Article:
The car ride was long and boring, I cleaned my sword in the backseat as we listen to Beatles songs and my parents discussed the recent economy downturn. Henry had quit his job at the publishing firm to work at camp with me, but my mom stayed back in California with her real-estate job. Usually this job wouldn’t have been enough to support the entire family, but with Henry and I living at Camp half of the year, we got by easily.
My nuclear family was so uncomplicated, despite the fact that my step-father and I were related somehow. Everything went smoothly in the household; it was so different than being up on Olympus where the gods were constantly arguing. It was nice to have peaceful diplomatic discussions without people throwing fireballs, lightning bolts, etc. at each other and bringing up fights from three thousand years ago.
We drove through the Caldecott tunnel and I felt the deep need to go see Reyna, bring her as reinforcement, but I knew she’d bring the whole Camp with her and the Titans would sense us before we even got close.
We entered San Francisco peacefully; no evil seagulls or rage crazed hobos attacked us. I remembered Percy telling me about the last time he had visited here, the evil Santa, Bessie, and Ladon up in the Garden of the Hesperides.
Henry parked the car in a small lot next to Pier 39, and we spent the afternoon enjoying the afternoon on the pier.
We watched Sea Lions, I kept an eye out for Nereus, just in case.
We figured we might as well enjoy our time while we were here.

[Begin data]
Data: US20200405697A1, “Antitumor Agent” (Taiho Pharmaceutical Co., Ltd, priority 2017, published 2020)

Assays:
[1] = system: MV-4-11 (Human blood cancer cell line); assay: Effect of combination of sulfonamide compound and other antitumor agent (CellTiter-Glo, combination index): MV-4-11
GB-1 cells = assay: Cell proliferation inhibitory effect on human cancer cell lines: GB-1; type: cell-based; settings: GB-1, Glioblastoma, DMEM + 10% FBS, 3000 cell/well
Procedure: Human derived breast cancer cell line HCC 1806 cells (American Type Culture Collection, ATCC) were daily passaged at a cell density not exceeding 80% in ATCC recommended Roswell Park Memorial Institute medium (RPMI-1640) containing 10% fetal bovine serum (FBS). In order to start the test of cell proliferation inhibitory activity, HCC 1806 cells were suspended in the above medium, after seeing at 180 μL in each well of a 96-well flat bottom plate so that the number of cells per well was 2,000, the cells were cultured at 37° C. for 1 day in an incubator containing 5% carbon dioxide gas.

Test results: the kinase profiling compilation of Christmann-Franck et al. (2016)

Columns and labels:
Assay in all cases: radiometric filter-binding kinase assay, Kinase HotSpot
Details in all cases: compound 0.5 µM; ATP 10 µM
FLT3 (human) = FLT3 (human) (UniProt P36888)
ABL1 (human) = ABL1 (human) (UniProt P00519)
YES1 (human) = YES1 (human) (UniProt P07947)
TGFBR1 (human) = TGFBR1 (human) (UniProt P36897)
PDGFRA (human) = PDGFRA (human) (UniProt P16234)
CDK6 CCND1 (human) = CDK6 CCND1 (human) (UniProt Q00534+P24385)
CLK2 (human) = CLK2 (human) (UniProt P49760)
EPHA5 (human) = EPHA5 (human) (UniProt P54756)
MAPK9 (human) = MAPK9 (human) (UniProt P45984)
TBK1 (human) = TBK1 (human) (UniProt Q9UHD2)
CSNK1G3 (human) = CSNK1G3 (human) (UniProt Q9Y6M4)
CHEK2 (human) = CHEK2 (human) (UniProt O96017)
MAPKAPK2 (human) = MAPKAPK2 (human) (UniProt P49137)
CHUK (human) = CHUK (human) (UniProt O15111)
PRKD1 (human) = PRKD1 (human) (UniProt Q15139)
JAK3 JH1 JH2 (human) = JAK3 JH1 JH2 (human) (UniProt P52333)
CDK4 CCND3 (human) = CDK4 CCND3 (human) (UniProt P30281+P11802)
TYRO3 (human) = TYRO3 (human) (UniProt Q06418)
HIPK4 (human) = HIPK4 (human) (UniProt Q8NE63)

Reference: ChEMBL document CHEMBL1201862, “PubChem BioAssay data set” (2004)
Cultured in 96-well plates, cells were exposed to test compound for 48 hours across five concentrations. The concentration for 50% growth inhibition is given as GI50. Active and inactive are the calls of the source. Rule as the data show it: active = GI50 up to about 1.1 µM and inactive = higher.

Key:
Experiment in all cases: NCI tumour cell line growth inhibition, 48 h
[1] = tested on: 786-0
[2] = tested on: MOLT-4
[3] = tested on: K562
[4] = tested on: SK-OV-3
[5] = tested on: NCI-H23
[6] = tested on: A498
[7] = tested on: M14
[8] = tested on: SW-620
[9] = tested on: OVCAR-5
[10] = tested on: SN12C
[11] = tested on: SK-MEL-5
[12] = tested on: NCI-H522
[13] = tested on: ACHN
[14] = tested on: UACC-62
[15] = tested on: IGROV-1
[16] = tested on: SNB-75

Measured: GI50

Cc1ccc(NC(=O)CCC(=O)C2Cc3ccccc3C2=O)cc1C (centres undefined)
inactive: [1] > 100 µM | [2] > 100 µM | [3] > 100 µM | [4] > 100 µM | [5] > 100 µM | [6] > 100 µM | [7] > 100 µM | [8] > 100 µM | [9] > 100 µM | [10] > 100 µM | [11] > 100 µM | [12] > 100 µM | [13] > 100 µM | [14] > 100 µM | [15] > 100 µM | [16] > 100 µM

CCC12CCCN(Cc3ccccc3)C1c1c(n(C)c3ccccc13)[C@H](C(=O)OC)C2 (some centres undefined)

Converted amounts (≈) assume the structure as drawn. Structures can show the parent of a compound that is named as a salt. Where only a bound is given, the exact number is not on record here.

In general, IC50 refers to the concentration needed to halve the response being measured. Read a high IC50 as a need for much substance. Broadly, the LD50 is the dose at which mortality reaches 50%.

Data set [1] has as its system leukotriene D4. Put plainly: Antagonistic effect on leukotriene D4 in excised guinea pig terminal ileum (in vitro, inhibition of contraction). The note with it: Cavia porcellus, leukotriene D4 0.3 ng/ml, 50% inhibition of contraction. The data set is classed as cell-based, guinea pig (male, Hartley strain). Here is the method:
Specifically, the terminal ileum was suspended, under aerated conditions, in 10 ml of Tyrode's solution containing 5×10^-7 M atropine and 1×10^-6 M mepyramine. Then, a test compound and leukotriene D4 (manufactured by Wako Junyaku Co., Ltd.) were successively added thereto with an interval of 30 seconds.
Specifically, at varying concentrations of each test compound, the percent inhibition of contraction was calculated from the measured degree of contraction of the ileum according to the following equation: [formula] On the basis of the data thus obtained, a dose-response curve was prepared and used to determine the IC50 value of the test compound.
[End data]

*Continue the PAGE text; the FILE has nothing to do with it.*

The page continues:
We went to an arcade and shot down some digital zombies and then browsed through some of the cute little gift shops. I found a pink t-shirt that said, “I Survived San Francisco” on it, and Henry bought it for me hoping it would bring good luck.
I knocked on wood hoping we weren’t jinxing ourselves by purchasing it.
I changed into the shirt and out of my camp one.
I felt like for some reason wearing the camp shirt was a bad idea, Titans may be just looking for neon orange in the crowd and shooting down whoever wears it.
For a while I just stood and watched the sea, looking out at Alcatraz.
I thought of Percy and the stories he had told me.
I missed him even though it had only been a day, I wanted him to be here with me.
He knew the lay of the land better than I did.
Also I just really wanted to have a friend with me.
After a few hours my mother said, “I’m going to go to the restroom and then we can get some lunch. I’ll meet you guys at the clam chowder place.”
I nodded as she reached into her purse digging around for a second.
“Oh and I brought this,” she added, handing me a groupon, “Bought it a while back and now is the perfect time to use it.”
It was half off to two tickets for a mirror maze, which should be on the upper level of the pier.
“Cool, thanks mom,” I said, and Henry and I set off to go find the maze.
After a few minutes of looking at maps, going the wrong direction, and and asking around we finally found it.
There was a small doorway and a counter with a register we payed for two people handing him the groupon and then entered.
It was mega trippy inside.
There was corridor after corridor of mirrors twisting and turning. I can’t really tell you what the structure was because all I could see was a series of reflections. Loud dubstep blared over unseen speakers and neon laser of green and red light darted around bouncing everywhere. Sometimes I would straight into solid glass, thinking there was no mirror there. The only way to tell whether there was a mirror in front of you or not was to see if there was a direct reflection of yourself but sometimes my brain out-edited that bit. So, I could only be sure where the corridor continued by slowly feeling my way along.